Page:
The Armada Ghost Book had proved to be such a hit with readers that the following year editor Christine Bernard was called upon to assemble a second serving of spooky tales for younger readers. And hence in 1968, The 2nd Armada Ghost Book hit the shelves.
This second volume followed the template of the first quite faithfully, serving up a mixture of different sorts of ghostly tales. However this time round it resulted somewhat thinner book - not only in size but in content. Like the first we have two tales drawn from folklore from Sorche Nic Leodhas, another brace of tales from HG Wells, and in addition there are yet another two stories that are from the same author, a pair by William Croft Dickinson. The full contents are as follows -
The Ghost Who Didn't Want to be a Ghost by Sorche Nic Leodhas
The Keepers of the Wall by William Croft Dickinson
Fiddler, Play Fast, Play Faster by Ruth Sawyer
The Magic Shop by H G Wells
Mr Fox by Traditional
His Own Number by William Croft Dickinson
The Man Who Walked Widdershins Round the Kirk by Sorche Nic Leodhas
The Flowering of the Strange Orchid by H G Wells
The Uglie-Wuglies by Edith Nesbit
(As usual I have linked to my own audio readings of any of these tales)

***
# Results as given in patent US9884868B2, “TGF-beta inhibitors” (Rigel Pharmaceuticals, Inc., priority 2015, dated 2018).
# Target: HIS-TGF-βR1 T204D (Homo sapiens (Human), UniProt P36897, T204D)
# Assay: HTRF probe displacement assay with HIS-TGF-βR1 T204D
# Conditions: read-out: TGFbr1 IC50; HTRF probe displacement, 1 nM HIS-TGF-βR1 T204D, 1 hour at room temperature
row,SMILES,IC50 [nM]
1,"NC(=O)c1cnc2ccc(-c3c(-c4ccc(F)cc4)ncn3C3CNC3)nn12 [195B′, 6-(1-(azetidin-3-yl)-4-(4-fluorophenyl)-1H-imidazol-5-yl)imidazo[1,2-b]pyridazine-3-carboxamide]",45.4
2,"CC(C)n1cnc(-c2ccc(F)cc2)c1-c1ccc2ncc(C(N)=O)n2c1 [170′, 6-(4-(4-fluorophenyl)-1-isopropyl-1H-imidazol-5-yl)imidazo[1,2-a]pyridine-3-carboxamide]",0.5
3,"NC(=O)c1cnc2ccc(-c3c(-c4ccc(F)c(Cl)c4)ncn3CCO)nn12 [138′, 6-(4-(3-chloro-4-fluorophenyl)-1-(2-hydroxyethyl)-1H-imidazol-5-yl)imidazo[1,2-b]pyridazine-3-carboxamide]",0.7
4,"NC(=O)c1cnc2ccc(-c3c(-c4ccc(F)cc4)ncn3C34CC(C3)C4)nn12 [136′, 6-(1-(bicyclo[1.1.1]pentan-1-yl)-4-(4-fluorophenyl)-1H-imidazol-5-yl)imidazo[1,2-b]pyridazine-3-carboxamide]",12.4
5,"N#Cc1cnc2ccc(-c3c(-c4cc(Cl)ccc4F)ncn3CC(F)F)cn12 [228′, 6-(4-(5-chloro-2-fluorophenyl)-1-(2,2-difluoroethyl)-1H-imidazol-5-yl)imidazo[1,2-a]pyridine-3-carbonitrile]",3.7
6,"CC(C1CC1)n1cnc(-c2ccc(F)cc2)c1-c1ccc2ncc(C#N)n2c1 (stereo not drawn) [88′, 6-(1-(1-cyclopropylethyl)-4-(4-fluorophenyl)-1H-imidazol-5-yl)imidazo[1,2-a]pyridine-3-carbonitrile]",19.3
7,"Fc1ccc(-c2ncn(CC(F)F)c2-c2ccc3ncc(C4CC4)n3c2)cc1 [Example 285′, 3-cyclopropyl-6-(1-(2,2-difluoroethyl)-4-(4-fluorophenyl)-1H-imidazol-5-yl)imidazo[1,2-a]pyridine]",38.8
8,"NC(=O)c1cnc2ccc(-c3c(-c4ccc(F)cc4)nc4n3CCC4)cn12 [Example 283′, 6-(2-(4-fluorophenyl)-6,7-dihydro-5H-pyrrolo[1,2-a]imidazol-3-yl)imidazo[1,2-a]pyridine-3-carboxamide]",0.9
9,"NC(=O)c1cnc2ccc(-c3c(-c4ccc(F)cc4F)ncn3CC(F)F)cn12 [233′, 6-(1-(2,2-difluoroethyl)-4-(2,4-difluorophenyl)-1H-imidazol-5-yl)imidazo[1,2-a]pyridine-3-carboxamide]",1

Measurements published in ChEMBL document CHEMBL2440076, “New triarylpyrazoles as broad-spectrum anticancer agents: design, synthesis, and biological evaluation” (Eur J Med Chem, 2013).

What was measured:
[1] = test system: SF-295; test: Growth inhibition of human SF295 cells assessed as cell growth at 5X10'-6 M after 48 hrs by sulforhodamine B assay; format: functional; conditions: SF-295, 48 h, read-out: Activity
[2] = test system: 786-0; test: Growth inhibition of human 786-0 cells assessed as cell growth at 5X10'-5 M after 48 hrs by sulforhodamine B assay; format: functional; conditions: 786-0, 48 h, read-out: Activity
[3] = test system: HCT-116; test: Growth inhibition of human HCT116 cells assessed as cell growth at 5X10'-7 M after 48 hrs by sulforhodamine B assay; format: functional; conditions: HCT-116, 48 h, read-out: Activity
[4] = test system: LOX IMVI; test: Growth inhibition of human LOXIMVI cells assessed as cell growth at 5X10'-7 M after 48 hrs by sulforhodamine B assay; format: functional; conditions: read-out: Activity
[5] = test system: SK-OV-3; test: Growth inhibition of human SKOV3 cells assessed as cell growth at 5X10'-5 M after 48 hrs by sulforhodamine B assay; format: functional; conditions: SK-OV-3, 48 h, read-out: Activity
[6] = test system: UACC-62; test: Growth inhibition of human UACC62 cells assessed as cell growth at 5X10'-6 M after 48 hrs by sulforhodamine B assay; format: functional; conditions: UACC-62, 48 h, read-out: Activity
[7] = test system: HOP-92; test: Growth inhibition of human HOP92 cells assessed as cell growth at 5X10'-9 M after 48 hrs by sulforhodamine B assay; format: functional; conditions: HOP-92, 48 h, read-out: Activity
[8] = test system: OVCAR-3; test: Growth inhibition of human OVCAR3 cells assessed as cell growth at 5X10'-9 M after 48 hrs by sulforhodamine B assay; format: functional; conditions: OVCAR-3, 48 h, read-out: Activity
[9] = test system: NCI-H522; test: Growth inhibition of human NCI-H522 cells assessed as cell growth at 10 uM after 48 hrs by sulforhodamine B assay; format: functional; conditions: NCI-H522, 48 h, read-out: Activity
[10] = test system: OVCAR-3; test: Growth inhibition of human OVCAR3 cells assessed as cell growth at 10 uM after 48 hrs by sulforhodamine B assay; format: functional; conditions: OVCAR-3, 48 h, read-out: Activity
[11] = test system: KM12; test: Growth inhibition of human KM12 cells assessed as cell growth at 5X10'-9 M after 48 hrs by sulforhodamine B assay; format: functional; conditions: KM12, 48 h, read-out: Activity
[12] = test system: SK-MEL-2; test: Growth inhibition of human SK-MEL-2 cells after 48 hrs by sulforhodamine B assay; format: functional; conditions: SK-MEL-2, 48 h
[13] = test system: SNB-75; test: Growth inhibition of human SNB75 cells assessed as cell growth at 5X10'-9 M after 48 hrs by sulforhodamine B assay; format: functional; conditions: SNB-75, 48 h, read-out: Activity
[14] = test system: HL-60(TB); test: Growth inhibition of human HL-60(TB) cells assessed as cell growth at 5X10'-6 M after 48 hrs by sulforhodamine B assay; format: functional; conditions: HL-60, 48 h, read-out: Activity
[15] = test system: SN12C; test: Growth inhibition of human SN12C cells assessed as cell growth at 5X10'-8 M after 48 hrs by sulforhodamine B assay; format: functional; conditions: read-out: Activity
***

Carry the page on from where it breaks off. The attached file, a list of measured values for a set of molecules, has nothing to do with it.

Given that we have another chunk of folklore in the shape of the traditional old fireside tale Mr Fox, a variant on the Bluebeard story, and that the last story in the collection from E Nesbit is actually just an excerpt from her novel The Enchanted Castle, this collection feels a good deal less diverse than its illustrious predecessor. But furthermore this book is somewhat light on actual ghost stories - the Wells tales while entertaining don't exactly feature any hauntings, likewise the extract from Nesbit. Mr Fox though horrible is free of spectres, and while the tales from Leodhas and Ruth Sawyer do feature the supernatural, the ghosts and sprites from folklore are more fairy tale baddies than figures from nightmare. Thankfully William Croft Dickinson is on hand to deliver a fine eerie tale in the MR James tradition in the shape of The Keepers of the Wall and in a nice contrast, conjures some memorable unease with computers in His Own Number.
The 2nd Armada Ghost Book isn't a terrible anthology by any means, as all its tales are good. However it does lose marks for wandering away from proper ghost stories and having a limited pool of authors. So on one hand its a fun collection to tales to have but not one of the stronger outings in the Armada series. Tellingly the third volume of Ghost Books would see a new editor taking the helm...